In 1869, Pius IX rescinded Gregory's animated fetus exception in the Bull Apostolicae Sedis, and re-enacted the penalty of excommunication for abortions at any stage of pregnancy. The distinction between animated and unanimated fetus remained in canon law until the second codification in 1917.

According to the Catholic Encyclopedia:

The early Christians are the first on record as having pronounced abortion to be the murder of human beings, for their public apologists, Athenagoras, Tertullian, and Minutius Felix (Eschbach, "Disp. Phys.", Disp. iii), to refute the slander that a child was slain, and its flesh eaten, by the guests at the Agapae, appealed to their laws as forbidding all manner of murder, even that of children in the womb. The Fathers of the Church unanimously maintained the same doctrine. In the fourth century the Council of Eliberis decreed that Holy Communion should be refused all the rest of her life, even on her deathbed, to an adulteress who had procured the abortion of her child. The Sixth Ecumenical Council determined for the whole Church that anyone who procured abortion should bear all the punishments inflicted on murderers. In all these teachings and enactments no distinction is made between the earlier and the later stages of gestation. For, though the opinion of Aristotle, or similar speculations, regarding the time when the rational soul is infused into the embryo, were practically accepted for many centuries still it was always held by the Church that he who destroyed what was to be a man was guilty of destroying a human life.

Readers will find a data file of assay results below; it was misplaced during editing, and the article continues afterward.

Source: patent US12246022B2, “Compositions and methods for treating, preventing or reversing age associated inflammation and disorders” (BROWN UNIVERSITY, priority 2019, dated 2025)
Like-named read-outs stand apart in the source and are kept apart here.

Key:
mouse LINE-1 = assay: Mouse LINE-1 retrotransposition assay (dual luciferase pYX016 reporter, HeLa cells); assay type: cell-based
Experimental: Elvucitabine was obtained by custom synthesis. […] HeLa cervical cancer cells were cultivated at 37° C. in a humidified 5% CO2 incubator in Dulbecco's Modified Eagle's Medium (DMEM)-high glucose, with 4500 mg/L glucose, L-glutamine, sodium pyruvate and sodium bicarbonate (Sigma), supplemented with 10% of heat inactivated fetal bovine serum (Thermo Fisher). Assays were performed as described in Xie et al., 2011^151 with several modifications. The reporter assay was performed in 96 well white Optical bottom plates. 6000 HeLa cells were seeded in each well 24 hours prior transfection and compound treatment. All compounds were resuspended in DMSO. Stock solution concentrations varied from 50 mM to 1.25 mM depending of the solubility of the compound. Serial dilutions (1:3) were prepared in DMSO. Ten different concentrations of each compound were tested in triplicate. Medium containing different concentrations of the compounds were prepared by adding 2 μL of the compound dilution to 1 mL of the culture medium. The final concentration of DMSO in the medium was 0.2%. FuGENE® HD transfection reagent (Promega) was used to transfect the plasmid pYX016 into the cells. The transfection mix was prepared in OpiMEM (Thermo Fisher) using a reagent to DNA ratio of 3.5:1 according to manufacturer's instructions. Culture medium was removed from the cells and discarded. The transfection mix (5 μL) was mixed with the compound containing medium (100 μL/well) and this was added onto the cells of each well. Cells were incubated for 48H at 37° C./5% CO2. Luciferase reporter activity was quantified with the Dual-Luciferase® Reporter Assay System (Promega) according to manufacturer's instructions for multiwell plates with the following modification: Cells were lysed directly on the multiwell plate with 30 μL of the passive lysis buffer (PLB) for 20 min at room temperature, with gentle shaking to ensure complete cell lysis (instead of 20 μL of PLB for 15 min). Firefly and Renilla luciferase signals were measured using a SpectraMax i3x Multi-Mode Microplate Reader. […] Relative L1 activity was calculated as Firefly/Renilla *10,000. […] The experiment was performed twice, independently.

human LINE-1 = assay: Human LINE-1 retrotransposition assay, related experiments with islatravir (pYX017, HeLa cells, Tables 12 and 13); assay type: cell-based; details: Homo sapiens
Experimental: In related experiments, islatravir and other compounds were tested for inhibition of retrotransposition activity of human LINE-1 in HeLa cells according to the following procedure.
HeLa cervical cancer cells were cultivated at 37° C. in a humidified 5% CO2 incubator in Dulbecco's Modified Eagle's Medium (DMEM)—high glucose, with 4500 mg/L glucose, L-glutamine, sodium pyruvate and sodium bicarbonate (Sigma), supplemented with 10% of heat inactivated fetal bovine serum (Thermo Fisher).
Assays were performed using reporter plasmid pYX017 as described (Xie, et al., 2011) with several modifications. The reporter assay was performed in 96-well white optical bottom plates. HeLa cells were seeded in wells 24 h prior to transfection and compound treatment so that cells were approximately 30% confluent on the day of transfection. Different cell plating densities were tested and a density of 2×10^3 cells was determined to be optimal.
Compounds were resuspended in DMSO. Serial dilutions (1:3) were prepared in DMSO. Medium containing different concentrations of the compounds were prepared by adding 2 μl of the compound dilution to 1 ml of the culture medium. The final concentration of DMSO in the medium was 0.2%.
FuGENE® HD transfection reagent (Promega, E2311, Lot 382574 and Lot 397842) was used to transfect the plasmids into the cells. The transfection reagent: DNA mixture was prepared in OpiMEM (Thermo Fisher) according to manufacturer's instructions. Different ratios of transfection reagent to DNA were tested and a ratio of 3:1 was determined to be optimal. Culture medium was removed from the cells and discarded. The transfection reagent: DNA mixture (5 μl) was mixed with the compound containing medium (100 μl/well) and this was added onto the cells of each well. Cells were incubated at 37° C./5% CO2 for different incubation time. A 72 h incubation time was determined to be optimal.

Old Testament

The Biblical Book of Exodus in the Old Testament, states: